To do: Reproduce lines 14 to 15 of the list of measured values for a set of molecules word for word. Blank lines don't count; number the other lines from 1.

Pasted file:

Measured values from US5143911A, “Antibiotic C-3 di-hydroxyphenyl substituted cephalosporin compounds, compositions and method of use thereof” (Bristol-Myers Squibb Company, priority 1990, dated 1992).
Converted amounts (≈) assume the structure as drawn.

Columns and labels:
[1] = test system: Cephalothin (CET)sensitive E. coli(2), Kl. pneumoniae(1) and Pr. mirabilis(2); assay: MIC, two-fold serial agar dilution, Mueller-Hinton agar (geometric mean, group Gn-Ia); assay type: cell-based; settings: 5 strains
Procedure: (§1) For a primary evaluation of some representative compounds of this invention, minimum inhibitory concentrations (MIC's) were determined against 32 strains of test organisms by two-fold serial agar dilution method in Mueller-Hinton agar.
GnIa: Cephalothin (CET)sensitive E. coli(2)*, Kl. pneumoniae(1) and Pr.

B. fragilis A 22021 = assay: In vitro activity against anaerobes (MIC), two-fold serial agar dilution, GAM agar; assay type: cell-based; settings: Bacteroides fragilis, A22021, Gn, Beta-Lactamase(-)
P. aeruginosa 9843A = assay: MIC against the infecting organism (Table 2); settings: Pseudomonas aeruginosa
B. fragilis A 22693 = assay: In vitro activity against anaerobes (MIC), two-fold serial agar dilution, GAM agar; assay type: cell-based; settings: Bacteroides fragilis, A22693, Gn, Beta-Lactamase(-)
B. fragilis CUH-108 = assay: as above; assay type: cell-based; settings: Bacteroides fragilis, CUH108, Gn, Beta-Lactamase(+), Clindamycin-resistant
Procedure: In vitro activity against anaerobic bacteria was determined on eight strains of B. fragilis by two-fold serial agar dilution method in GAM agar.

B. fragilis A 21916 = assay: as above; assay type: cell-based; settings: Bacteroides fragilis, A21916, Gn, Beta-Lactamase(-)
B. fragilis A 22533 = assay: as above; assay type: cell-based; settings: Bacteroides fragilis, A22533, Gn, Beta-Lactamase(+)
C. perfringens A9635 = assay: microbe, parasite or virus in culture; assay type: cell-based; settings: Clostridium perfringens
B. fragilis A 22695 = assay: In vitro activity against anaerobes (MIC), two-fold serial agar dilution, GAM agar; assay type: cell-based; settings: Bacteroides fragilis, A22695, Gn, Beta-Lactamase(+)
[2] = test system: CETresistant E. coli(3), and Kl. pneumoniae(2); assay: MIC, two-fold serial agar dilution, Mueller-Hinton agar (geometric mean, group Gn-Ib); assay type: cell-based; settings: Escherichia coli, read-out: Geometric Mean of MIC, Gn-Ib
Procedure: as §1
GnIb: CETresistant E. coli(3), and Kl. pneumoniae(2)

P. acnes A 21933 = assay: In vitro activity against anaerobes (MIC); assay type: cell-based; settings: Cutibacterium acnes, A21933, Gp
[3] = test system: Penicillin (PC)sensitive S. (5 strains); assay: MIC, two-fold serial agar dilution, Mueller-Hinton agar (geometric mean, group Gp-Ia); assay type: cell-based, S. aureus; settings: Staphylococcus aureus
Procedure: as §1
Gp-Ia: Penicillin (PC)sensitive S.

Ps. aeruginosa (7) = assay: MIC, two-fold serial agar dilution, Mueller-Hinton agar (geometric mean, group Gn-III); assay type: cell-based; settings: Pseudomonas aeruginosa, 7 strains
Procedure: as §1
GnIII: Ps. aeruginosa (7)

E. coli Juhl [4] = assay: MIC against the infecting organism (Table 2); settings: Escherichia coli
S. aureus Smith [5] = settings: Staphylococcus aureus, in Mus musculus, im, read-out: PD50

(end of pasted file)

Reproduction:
C. perfringens A9635 = assay: microbe, parasite or virus in culture; assay type: cell-based; settings: Clostridium perfringens
B. fragilis A 22695 = assay: In vitro activity against anaerobes (MIC), two-fold serial agar dilution, GAM agar; assay type: cell-based; settings: Bacteroides fragilis, A22695, Gn, Beta-Lactamase(+)